Aluminum foil has some common misconceptions about it. Firstly, it’s not actually made of tin, even though it’s frequently referenced as tinfoil. Most foil was made of aluminum at its debut, a lighter and less expensive material. Here’s what you should know about aluminum foil.
- Foil has a matte and shiny side, which is purely aesthetic from production. There’s one exception for non-stick foil, which is better for cheesy and doughy foods. Check the box to see which side has the coating.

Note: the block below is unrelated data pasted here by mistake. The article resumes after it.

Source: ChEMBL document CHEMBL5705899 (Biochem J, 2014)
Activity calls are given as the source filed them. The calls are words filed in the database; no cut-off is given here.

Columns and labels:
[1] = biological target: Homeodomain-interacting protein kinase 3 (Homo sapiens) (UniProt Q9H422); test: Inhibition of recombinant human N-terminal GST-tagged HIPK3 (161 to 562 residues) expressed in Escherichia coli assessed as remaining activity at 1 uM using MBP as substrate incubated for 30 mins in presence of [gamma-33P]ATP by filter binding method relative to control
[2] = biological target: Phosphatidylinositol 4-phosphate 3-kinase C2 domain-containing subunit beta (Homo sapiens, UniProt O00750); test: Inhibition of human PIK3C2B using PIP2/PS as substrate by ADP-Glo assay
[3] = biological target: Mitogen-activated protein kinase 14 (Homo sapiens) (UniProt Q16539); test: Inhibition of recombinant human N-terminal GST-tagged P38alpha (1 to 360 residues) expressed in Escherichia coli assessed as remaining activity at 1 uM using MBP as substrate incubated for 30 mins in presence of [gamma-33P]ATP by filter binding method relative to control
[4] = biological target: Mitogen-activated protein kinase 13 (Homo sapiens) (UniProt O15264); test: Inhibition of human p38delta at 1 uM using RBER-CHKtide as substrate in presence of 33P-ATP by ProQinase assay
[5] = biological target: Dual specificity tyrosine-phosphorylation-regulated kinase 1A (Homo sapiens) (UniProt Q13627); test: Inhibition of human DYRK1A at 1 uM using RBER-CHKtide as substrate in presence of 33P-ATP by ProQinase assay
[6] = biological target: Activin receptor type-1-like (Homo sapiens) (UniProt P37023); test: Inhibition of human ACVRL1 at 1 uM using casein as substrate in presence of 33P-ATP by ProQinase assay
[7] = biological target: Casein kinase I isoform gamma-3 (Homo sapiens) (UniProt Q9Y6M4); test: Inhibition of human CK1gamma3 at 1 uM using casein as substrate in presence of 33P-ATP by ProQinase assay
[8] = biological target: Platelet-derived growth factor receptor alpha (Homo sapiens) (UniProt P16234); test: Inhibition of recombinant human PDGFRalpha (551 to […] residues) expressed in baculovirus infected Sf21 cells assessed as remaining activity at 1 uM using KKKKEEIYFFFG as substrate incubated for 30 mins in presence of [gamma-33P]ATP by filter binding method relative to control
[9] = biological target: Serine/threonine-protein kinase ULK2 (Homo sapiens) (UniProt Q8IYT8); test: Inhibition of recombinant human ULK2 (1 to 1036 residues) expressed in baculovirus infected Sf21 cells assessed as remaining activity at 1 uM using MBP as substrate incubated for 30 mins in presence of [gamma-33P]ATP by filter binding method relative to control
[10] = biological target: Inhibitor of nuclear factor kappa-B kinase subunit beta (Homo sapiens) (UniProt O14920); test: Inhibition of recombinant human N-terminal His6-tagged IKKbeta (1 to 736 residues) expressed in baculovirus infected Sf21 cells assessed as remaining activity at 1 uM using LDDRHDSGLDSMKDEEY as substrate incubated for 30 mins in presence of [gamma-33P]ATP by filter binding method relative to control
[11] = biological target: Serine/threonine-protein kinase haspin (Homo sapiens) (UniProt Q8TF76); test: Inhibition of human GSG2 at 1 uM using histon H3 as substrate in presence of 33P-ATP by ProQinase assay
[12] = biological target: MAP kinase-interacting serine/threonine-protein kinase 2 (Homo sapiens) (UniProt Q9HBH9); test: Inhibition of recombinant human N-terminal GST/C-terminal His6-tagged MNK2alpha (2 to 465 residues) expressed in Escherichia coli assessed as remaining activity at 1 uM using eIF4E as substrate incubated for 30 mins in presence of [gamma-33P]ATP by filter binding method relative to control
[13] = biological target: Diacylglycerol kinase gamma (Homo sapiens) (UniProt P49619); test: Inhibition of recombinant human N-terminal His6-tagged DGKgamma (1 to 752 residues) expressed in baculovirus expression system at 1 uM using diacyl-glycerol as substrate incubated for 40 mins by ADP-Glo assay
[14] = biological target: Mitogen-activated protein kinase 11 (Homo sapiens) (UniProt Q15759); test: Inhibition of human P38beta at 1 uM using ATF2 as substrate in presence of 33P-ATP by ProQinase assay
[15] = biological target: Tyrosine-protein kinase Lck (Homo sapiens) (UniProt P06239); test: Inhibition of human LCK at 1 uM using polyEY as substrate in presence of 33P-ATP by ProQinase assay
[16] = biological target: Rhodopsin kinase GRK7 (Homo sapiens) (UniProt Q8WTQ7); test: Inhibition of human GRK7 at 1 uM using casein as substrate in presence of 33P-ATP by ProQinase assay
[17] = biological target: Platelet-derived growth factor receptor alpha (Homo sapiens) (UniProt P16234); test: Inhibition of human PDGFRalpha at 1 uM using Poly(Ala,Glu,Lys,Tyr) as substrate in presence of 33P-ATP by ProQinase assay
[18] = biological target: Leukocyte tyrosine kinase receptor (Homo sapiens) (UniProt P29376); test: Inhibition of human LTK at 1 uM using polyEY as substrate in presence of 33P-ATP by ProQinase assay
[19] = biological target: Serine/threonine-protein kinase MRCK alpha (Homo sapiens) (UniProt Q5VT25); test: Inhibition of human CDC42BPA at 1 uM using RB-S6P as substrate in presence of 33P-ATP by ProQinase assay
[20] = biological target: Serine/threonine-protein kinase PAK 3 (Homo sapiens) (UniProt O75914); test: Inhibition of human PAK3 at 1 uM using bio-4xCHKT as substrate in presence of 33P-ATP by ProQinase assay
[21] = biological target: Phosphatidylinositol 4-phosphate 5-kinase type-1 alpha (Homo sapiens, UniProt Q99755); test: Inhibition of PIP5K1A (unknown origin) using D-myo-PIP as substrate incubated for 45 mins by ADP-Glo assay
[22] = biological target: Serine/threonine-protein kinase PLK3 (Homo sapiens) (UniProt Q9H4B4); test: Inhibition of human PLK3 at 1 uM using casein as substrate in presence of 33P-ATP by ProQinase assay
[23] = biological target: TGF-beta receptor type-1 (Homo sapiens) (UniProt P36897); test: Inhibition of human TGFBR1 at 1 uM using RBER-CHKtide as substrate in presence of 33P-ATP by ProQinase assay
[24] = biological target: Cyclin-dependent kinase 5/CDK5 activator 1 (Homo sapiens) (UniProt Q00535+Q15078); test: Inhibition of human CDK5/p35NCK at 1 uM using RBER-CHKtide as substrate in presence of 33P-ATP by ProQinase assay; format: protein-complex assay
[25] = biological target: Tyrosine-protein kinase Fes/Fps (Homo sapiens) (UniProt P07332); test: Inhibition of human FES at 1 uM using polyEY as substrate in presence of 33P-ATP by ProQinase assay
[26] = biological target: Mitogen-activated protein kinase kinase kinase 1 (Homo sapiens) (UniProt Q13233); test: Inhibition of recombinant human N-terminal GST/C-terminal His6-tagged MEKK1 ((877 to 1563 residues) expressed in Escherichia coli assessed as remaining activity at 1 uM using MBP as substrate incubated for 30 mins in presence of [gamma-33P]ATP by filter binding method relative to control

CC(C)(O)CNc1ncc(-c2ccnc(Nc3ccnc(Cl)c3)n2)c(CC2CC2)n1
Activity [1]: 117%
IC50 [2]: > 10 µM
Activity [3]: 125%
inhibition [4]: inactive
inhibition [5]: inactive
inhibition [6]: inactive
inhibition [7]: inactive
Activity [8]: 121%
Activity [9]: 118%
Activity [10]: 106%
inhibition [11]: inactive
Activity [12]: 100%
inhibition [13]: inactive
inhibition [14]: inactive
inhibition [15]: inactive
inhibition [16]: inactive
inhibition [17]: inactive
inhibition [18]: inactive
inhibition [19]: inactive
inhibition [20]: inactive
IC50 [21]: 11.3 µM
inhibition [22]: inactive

- Aluminum foil is recyclable just like aluminum cans. If your local center accepts foil, be sure to rinse off any food and keep it flat, not crumpled in a ball.
- You can use foil to sharpen scissors. Fold a piece of foil in half twice to make four layers. Then snip the foil with a pair of scissors a few times to clean and hone the blades.
- Most of the time, boxes of foil have perforated tabs on both ends. You can push these toward the center to hold the roll in place as you rip off a piece.
- Heavy-duty foil is 50 percent thicker than standard foil. It’s less likely to tear or break, making it worth the higher price tag.